And the heroes of this transformation? They are the people who can wield this data well—who can write the algorithms that will move us beyond our superstitions and preconceptions to new insights into the world in which we live. These are the new Galileos of our day because they will be confronting existing institutions and ways of
thinking. In a clever turn of what I like to call "The Grandiose Analogy," the authors compare the use of statistics by Billy Beane of Moneyball fame to Galileo's pioneering observations using a telescope to support Copernicus’s theory that the Earth was not the center of the universe: "Beane was challenging the dogma of the dugout, just as Galileo's heliocentric views had affronted the authority of the Catholic Church." It's another attempt to elevate by association the comparatively banal practices of putting a winning baseball team together on a shoestring to the level of the world-shattering scientific observation that the earth and by extension mankind is not at the center of God's universe after all.
If you can ignore the hyperboles in this book, however--and given the number of them this is no small challenge—you can come to see the reality of what big data actually is and what kinds of contributions its use might make to our lives. The scientific method isn't going away. The march of science to discover and explain its best hypotheses at any given time will continue. In fact the patterns and correlations unearthed by big-data methods may form the basis for new hypotheses and bring us even closer to understanding the "why" of many things to come.
Nonetheless, within some contexts, big data can produce actionable information. In marketing, Amazon, for example, can use knowing that people who read Civil War histories may also like a particular subset of mystery writers to boost sales through their customer recommendation algorithms. Google's ability to detect flu outbreaks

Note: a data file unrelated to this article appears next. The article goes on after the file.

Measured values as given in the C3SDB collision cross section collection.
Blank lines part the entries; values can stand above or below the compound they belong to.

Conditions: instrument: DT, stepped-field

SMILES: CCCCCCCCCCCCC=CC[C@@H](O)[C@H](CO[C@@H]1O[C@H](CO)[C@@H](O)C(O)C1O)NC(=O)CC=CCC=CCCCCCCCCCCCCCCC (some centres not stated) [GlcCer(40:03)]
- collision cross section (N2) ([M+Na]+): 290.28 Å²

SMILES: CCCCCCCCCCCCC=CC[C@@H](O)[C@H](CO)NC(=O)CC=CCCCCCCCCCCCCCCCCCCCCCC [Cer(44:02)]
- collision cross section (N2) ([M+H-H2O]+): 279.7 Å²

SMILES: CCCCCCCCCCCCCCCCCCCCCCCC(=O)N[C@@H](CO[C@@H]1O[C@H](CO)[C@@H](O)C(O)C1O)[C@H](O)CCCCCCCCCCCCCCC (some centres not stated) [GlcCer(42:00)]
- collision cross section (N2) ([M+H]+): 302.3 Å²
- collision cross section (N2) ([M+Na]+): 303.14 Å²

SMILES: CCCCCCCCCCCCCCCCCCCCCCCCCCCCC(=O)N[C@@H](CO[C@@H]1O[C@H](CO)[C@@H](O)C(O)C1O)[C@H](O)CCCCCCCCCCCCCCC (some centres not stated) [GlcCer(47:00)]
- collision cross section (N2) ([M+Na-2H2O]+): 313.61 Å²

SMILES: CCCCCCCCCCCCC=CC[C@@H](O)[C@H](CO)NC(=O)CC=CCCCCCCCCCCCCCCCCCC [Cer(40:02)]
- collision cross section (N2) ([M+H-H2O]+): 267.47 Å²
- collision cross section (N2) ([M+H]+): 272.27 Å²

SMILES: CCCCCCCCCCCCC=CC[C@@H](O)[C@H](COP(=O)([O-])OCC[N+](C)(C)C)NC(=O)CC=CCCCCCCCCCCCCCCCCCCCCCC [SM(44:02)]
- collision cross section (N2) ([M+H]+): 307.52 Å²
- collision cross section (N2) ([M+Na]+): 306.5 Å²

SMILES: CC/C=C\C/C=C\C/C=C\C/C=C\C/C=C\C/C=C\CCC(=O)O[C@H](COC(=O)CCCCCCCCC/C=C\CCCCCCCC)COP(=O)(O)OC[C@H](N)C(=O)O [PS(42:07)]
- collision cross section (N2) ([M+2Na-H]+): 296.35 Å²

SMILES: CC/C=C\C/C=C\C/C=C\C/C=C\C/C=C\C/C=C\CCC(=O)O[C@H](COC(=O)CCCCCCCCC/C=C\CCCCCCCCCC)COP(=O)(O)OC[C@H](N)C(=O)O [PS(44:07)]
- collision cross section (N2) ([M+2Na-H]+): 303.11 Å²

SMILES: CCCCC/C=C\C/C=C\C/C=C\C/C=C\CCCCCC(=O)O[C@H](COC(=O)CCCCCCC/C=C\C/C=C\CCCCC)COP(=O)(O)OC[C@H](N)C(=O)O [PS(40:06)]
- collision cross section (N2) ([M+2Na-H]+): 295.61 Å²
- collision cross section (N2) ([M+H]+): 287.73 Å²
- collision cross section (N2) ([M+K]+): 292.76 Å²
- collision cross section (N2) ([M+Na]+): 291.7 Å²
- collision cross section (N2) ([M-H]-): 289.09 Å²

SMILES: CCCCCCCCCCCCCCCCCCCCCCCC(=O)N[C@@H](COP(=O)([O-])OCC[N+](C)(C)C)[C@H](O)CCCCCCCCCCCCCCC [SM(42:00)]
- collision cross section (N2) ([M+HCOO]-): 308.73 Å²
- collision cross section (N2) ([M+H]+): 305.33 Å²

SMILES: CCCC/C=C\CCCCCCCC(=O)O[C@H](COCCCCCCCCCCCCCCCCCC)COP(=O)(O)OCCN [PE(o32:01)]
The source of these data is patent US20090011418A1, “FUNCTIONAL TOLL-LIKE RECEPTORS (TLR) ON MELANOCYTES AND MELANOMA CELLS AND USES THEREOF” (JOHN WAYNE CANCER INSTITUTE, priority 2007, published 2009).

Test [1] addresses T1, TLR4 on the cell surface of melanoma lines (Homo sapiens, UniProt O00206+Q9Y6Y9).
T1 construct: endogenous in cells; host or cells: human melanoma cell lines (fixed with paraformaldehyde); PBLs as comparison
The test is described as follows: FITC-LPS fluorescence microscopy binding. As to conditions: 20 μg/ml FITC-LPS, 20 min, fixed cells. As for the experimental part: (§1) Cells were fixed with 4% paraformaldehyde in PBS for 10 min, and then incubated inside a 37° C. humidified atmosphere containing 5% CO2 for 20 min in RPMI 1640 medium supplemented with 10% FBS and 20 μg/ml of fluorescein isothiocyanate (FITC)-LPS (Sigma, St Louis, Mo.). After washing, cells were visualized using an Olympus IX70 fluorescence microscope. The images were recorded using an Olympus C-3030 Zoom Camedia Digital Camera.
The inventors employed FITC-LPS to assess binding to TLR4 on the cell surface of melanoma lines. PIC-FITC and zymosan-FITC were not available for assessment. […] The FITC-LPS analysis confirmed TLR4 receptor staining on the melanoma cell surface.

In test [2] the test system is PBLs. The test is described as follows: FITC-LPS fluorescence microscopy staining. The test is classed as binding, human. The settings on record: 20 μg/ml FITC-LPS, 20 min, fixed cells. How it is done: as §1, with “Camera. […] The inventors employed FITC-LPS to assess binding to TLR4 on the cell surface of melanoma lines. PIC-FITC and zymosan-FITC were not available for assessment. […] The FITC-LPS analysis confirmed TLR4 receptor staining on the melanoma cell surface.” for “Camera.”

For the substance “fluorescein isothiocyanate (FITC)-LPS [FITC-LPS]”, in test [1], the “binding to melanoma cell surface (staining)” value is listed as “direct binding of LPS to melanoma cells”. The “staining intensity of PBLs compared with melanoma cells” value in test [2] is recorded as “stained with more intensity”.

also produces actionable information. The NIH and other medical institutions can take actions based on such findings to make vaccines plentiful in certain areas, produce more vaccines if feasible, prepare hospitals and medical offices for the spike in needs, and publish other public health guidelines.
Still there some real problems with heralding the quantification of everything into digitally manipulatable form as
the answer to myriad issues. The supposition fails to take into account any fundamental issues except those obvious ones involving privacy and surveillance. First of all there are the insurmountable problems that complex algorithms
create. That very complexity produces higher and higher risks for errors in the writing and executing of the code. That same complexity makes it very difficult to judge whether the results reflect reality. The very fact that such algorithms may challenge our intuition makes it difficult to validate their results without having an understanding of the "why," or even a sense of the assumptions and content of the algorithms themselves.
Statistics can be powerful tools but there was also a wonderful book called How To Lie with Statistics that came out nearly sixty years ago and is no doubt still relevant today. The authors of Big Data claim that knowledge and experience may not be so important in the big data world: "When you are stuffed silly with data, you can tap that instead, and to greater effect. Thus those who can analyze big data may see past superstitions and conventional thinking not because they're smart, but because they have the data." The authors also suggest that a special team of “algorithmists” could oversee all the algorithms to ensure that they do not invade the privacy of individuals or cross other boundaries. I’m afraid Mayer-Schönberger and Cukier really ought to talk to the SEC about Wall Street
and its algorithms to see how well that’s been working out!
Finally, the proponents of big data want to discount intuition, common sense, experience, knowledge, insight, and even serendipity and ingenuity, never mind wisdom. In their quest to elevate the digitalization of everything, they neglect those very qualities, qualities which cannot be digitized. As Einstein once famously reminded us: "Not
everything that can be counted counts, and not everything that counts can be counted."